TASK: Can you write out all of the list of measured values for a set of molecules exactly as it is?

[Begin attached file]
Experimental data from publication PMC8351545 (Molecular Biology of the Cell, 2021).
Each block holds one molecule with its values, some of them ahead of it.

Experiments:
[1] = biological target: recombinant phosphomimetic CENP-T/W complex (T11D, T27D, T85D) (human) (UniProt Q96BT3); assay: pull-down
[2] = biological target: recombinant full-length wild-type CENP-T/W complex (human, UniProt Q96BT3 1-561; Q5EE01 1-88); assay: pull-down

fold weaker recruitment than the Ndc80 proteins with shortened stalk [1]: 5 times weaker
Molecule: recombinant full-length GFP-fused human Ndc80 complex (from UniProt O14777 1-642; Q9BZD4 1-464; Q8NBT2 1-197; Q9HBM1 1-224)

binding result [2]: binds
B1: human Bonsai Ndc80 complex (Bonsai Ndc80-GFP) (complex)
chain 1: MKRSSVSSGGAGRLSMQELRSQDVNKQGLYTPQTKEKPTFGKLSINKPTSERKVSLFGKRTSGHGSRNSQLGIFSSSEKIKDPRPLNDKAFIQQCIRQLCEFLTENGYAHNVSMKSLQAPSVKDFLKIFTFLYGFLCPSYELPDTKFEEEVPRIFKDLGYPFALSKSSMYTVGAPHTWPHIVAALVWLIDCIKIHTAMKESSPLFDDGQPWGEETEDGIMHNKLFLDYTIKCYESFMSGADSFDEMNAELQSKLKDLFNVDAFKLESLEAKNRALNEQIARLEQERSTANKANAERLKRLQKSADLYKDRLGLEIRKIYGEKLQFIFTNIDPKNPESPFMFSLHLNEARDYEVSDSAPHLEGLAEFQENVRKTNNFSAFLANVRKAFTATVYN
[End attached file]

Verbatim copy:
Experimental data from publication PMC8351545 (Molecular Biology of the Cell, 2021).
Each block holds one molecule with its values, some of them ahead of it.

Experiments:
[1] = biological target: recombinant phosphomimetic CENP-T/W complex (T11D, T27D, T85D) (human) (UniProt Q96BT3); assay: pull-down
[2] = biological target: recombinant full-length wild-type CENP-T/W complex (human, UniProt Q96BT3 1-561; Q5EE01 1-88); assay: pull-down

fold weaker recruitment than the Ndc80 proteins with shortened stalk [1]: 5 times weaker
Molecule: recombinant full-length GFP-fused human Ndc80 complex (from UniProt O14777 1-642; Q9BZD4 1-464; Q8NBT2 1-197; Q9HBM1 1-224)

binding result [2]: binds
B1: human Bonsai Ndc80 complex (Bonsai Ndc80-GFP) (complex)
chain 1: MKRSSVSSGGAGRLSMQELRSQDVNKQGLYTPQTKEKPTFGKLSINKPTSERKVSLFGKRTSGHGSRNSQLGIFSSSEKIKDPRPLNDKAFIQQCIRQLCEFLTENGYAHNVSMKSLQAPSVKDFLKIFTFLYGFLCPSYELPDTKFEEEVPRIFKDLGYPFALSKSSMYTVGAPHTWPHIVAALVWLIDCIKIHTAMKESSPLFDDGQPWGEETEDGIMHNKLFLDYTIKCYESFMSGADSFDEMNAELQSKLKDLFNVDAFKLESLEAKNRALNEQIARLEQERSTANKANAERLKRLQKSADLYKDRLGLEIRKIYGEKLQFIFTNIDPKNPESPFMFSLHLNEARDYEVSDSAPHLEGLAEFQENVRKTNNFSAFLANVRKAFTATVYN